Council votes to send President message about immigration reform

Council votes to send President message about immigration reform

TUCSON, AZ (Tucson News Now) - As the immigration crisis continues to grow, residents in Tucson voiced their opinions about what to do with all the migrant children, the families, and the young people illegally crossing the United States border.

In Murietta, California the protests have been overwhelming with the "not in my backyard" sentiment. In Tucson, emotions appeared to be mixed at the council meeting.  While many residents spoke up passionately for and against the issue, city council was unanimous in their decision.

Council members passed a memorial urging the city to draft a message to the President and to congress.

According to the city council agenda it was:

"A Memorial relating to Immigration; declaring support for the protection of families and children; calling for action to suspend deportation of persons with no serious criminal history; and urging the Federal government to provide appropriate care and shelter for children being processed under federal immigration laws."

During a discussion before the vote, council members unanimously voted several amendments to be made to the memorial.  The amendments included urging the president to look into the economic development aspects of immigration.  Councilwoman Regina Romero said studies supported that it would be good for the U.S. economy.

Councilwoman Shirley Scott proposed an amendment to replace some of the language in the proposed Memorial and urge the President to stop splitting up families through deportations.

Council members also unanimously approved to send a separate letter to the Consulate of Guatemala to fund a position in Tucson to create a "liaison" to act as a go-between with the migrants.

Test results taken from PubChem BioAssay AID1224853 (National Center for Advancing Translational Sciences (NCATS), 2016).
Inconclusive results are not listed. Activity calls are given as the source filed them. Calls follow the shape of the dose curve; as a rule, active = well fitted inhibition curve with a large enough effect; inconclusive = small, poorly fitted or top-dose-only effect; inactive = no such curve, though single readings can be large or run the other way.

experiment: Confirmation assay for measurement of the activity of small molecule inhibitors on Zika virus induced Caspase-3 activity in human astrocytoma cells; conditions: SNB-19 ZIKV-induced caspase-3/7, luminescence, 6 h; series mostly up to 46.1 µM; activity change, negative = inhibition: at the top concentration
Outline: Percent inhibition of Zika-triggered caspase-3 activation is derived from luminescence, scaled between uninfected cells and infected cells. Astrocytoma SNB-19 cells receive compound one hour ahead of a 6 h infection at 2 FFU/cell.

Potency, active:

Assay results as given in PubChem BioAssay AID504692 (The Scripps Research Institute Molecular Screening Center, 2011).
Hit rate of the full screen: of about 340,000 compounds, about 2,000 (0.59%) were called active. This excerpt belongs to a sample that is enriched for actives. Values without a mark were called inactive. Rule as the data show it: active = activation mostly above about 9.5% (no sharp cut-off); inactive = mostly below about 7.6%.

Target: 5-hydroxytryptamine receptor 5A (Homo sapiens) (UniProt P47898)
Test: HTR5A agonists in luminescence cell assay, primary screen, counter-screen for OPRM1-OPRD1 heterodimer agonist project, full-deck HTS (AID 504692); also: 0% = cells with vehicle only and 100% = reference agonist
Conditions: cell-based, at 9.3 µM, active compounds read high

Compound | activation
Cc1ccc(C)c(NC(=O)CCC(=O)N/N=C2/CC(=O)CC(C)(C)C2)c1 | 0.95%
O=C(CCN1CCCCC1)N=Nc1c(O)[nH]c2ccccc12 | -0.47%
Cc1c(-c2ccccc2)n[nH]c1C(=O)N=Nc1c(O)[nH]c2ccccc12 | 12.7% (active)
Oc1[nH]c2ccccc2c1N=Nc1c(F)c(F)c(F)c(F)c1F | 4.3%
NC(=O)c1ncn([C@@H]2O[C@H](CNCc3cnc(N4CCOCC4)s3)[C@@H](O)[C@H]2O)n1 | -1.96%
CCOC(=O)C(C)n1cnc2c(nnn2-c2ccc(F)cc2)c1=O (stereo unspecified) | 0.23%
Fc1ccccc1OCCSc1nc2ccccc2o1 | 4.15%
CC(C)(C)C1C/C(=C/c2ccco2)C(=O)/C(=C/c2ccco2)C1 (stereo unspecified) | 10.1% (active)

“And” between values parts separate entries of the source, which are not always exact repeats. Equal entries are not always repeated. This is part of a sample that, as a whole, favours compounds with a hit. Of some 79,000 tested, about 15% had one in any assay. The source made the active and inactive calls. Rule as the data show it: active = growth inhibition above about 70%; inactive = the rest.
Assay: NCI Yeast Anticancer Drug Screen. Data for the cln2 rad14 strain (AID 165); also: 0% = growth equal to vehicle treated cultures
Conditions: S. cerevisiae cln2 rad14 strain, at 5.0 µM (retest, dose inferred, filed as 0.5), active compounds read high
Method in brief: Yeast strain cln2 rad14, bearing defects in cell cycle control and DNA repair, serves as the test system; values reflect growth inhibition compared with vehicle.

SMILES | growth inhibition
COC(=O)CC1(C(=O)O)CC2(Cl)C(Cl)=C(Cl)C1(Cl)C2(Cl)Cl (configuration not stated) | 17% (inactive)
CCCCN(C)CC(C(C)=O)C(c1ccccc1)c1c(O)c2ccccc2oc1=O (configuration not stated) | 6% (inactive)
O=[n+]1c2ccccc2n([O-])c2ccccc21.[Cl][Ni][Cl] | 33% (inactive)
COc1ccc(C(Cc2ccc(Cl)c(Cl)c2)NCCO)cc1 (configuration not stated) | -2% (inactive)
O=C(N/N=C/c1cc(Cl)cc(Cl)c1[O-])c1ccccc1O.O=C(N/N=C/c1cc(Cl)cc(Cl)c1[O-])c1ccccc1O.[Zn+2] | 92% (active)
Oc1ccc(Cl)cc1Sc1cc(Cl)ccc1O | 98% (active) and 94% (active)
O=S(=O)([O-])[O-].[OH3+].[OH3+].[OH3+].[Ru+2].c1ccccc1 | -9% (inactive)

The mayor will now draft two separate letters stating the City of Tucson's sentiments and position in relation to the immigration crisis, one will head to the White House, the other to the Consulate of Guatemala.

We were unable to get a copy of the amended Memorial as city staff were still working on the document, after the meeting.

Councilwoman Regina Romero spoke out during the meeting, saying, "Right now what we are seeing is consequences of not acting and fixing our immigration laws. We're asking Preside Obama to act and do everything he can to stop the tragedy and humanitarian crisis that is happening right now."

Several other concerned citizens spoke out during the Call to Audience.

Concerned citizen Laura Leighton said, "They have criminal records, they have forged documents.  That is considered fraud here in the U.S.  If you and I committed fraud we would be charged with a felony.  It is not a misdemeanor crime."

Concerned citizen Mary Lou Benigno said, "I try not to think about them as children.  Of course if one showed up at my door I would take care of them, but I think of it in terms of policy, and what are we trying to do here in America.  The president has already asked for money to fix this problem, and what are we going to do, keep writing checks?  This will turn us into a third world country."